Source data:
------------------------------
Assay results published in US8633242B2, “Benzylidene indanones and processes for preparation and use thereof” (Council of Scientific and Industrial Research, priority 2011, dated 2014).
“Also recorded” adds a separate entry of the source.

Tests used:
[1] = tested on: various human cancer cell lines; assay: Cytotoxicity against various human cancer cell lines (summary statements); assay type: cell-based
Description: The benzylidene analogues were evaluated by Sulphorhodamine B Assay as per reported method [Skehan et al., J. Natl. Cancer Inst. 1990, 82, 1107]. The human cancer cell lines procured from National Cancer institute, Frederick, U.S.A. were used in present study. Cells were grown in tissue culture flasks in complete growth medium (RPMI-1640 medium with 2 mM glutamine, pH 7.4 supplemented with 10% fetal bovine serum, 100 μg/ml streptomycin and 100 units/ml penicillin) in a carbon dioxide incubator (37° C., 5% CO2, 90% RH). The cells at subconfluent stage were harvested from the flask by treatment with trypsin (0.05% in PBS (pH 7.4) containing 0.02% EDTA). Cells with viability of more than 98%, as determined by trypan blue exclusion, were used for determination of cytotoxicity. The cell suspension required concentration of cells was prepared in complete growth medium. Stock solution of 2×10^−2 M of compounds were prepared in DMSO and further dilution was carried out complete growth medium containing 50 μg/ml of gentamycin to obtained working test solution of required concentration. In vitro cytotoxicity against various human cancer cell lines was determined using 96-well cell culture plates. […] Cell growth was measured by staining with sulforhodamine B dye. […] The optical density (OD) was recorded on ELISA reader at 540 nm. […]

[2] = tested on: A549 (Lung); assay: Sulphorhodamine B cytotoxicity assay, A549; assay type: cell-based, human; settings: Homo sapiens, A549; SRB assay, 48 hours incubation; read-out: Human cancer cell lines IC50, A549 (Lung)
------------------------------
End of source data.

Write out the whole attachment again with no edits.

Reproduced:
Assay results published in US8633242B2, “Benzylidene indanones and processes for preparation and use thereof” (Council of Scientific and Industrial Research, priority 2011, dated 2014).
“Also recorded” adds a separate entry of the source.

Tests used:
[1] = tested on: various human cancer cell lines; assay: Cytotoxicity against various human cancer cell lines (summary statements); assay type: cell-based
Description: The benzylidene analogues were evaluated by Sulphorhodamine B Assay as per reported method [Skehan et al., J. Natl. Cancer Inst. 1990, 82, 1107]. The human cancer cell lines procured from National Cancer institute, Frederick, U.S.A. were used in present study. Cells were grown in tissue culture flasks in complete growth medium (RPMI-1640 medium with 2 mM glutamine, pH 7.4 supplemented with 10% fetal bovine serum, 100 μg/ml streptomycin and 100 units/ml penicillin) in a carbon dioxide incubator (37° C., 5% CO2, 90% RH). The cells at subconfluent stage were harvested from the flask by treatment with trypsin (0.05% in PBS (pH 7.4) containing 0.02% EDTA). Cells with viability of more than 98%, as determined by trypan blue exclusion, were used for determination of cytotoxicity. The cell suspension required concentration of cells was prepared in complete growth medium. Stock solution of 2×10^−2 M of compounds were prepared in DMSO and further dilution was carried out complete growth medium containing 50 μg/ml of gentamycin to obtained working test solution of required concentration. In vitro cytotoxicity against various human cancer cell lines was determined using 96-well cell culture plates. […] Cell growth was measured by staining with sulforhodamine B dye. […] The optical density (OD) was recorded on ELISA reader at 540 nm. […]

[2] = tested on: A549 (Lung); assay: Sulphorhodamine B cytotoxicity assay, A549; assay type: cell-based, human; settings: Homo sapiens, A549; SRB assay, 48 hours incubation; read-out: Human cancer cell lines IC50, A549 (Lung)